Farming in today’s world is as challenging as Utah’s weather
Once an area far away in the Salt Lake Valley distance, Riverton is now full-scale suburbia complete with a busy highway. Surrounded by many homes and neighbors, The Petersen Family Farm has had to adapt to farming in today’s world on land that has been in the family for five generations. The farm has been modified from an operation that produced mostly forage crops for animal feed to now growing almost all fruits and vegetables.
Luke Petersen grew up farming with his parents and grandparents. His family settled in Utah from Denmark and began farming on the west side of the Jordan River in the 1940s. They dug canals to bring the water in from the river, and they have farmed in that area ever since. With a strong work ethic and a dedication to sustainable and profitable agriculture, Farmer Luke and his family continue to grow quality products despite the challenges of urban sprawl. The Petersen Family Farm is about more than just growing food and selling it. They strive to cultivate people and community.
“The urban sprawl in this area is both a blessing and a curse,” Luke said. “Farming already has a lot of challenges, the weather, the market and other uncontrollable factors, and now with urban sprawl it makes it difficult to find land to farm and it also makes our farm operations a bit more difficult–driving around the roads, neighbors that don’t mind looking at the farm, but don’t like mud on the road or if our animals smell. But now, being right off Bangerter Highway, it has allowed me to build more of a diversified operation.”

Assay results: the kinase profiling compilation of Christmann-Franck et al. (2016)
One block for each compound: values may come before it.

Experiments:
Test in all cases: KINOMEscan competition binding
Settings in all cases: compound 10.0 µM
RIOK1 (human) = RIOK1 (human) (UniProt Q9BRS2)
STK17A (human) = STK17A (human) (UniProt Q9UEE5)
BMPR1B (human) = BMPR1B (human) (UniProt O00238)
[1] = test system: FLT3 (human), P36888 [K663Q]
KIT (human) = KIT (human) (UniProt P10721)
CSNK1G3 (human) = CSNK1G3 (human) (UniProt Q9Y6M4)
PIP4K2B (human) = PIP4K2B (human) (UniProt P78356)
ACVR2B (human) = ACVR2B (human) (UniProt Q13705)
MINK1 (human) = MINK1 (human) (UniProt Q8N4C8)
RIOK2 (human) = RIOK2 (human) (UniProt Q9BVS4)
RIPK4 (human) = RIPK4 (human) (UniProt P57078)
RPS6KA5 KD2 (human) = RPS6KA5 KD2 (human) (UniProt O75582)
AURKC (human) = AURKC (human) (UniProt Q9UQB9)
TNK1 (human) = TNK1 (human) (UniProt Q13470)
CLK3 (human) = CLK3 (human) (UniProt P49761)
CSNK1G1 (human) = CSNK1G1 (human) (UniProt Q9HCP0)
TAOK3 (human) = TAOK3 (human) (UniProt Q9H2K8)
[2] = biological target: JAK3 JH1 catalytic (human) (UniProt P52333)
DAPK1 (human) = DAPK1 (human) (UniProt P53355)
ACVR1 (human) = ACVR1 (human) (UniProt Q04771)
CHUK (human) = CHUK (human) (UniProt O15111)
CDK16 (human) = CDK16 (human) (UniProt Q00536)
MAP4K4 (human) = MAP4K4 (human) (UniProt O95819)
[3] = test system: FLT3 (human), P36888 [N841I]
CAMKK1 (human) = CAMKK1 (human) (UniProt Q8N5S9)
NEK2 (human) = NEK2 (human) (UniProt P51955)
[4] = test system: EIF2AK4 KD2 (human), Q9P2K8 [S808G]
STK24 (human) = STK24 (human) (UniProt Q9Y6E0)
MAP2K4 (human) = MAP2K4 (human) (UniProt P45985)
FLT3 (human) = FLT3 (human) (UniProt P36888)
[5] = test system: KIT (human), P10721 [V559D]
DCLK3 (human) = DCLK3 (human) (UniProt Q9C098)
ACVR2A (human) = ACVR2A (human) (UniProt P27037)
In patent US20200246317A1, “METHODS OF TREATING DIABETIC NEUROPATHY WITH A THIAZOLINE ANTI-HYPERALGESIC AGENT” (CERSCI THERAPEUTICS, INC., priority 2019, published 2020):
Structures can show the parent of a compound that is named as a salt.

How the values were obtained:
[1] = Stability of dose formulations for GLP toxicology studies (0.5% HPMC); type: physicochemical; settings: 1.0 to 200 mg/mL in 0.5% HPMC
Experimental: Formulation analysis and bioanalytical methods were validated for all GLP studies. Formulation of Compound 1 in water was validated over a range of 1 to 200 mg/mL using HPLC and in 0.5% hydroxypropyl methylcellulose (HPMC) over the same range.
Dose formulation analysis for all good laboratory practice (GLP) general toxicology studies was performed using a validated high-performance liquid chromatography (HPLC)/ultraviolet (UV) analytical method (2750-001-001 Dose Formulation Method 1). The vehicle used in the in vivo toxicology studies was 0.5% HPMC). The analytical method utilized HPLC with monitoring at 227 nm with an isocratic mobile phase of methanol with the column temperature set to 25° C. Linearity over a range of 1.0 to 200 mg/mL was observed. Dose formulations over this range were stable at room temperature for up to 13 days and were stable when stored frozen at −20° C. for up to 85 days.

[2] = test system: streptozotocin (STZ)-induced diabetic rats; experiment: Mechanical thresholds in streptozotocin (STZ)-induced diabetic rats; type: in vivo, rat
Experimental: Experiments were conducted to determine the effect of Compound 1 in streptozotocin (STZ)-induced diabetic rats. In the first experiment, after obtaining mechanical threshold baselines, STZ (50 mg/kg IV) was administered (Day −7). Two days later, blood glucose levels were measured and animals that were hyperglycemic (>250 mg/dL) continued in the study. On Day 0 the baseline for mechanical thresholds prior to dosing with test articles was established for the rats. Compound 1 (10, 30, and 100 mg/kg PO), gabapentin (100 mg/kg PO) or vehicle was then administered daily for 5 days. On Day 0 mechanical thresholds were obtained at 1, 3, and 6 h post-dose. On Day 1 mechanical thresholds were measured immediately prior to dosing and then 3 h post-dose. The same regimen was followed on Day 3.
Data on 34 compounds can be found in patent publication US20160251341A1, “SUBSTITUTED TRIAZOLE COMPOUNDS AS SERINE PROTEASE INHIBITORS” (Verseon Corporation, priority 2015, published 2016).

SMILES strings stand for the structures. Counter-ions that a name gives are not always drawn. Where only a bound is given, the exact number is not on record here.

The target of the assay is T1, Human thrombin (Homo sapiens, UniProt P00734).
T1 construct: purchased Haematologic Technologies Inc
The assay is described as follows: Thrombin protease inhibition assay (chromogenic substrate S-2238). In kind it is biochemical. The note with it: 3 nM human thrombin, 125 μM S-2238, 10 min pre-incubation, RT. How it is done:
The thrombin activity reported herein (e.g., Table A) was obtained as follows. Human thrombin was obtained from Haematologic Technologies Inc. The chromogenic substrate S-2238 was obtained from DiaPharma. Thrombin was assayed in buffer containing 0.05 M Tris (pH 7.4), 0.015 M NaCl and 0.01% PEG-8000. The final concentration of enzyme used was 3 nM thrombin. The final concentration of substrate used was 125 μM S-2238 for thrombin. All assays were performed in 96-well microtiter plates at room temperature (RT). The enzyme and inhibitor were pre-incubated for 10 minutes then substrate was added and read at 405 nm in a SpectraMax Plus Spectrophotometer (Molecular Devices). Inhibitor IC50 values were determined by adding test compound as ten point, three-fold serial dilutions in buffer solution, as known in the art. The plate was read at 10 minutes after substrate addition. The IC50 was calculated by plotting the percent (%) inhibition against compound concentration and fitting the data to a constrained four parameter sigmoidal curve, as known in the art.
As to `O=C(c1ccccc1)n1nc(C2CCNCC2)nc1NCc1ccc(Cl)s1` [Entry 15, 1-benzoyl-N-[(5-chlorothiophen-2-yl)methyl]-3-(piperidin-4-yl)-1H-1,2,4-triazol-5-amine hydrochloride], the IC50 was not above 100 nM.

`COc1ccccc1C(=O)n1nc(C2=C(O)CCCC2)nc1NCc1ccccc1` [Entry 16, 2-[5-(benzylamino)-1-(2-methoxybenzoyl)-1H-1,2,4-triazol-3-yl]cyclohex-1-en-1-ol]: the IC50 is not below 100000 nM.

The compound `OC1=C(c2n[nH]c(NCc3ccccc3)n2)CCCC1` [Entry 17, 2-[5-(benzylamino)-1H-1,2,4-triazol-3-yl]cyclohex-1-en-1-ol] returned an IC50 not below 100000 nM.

The Petersen Farm is currently farming 95 percent of their 85 acres of which all but 5 of those are leased to the Petersens. For a farmer, leasing land is a gamble. Luke says from year to year he is never sure what he is going to have to farm, as acres of ground continue to be sold. The availability of land and the opportunity cost of farming is an ongoing challenge. Luke had to stop raising cattle due to urban sprawl in Riverton, but the family is still in the beef business, now remotely.
“My philosophy is that agriculture is important because we need food production in our neighborhoods, but that is only part of what agriculture offers to a community,” Luke said. “If all we are valued for is the food we produce, then people are missing out on a huge part of the benefit. Simple benefits like open space and an overall feel of a community are important. There are lessons to learn that create meaningful, cherished memories. If you talk to anyone who has a farm in the family, they always talk about lessons they learned doing hard work; farming offers a primal human need, and when we get too far away from it the world becomes too abstract.”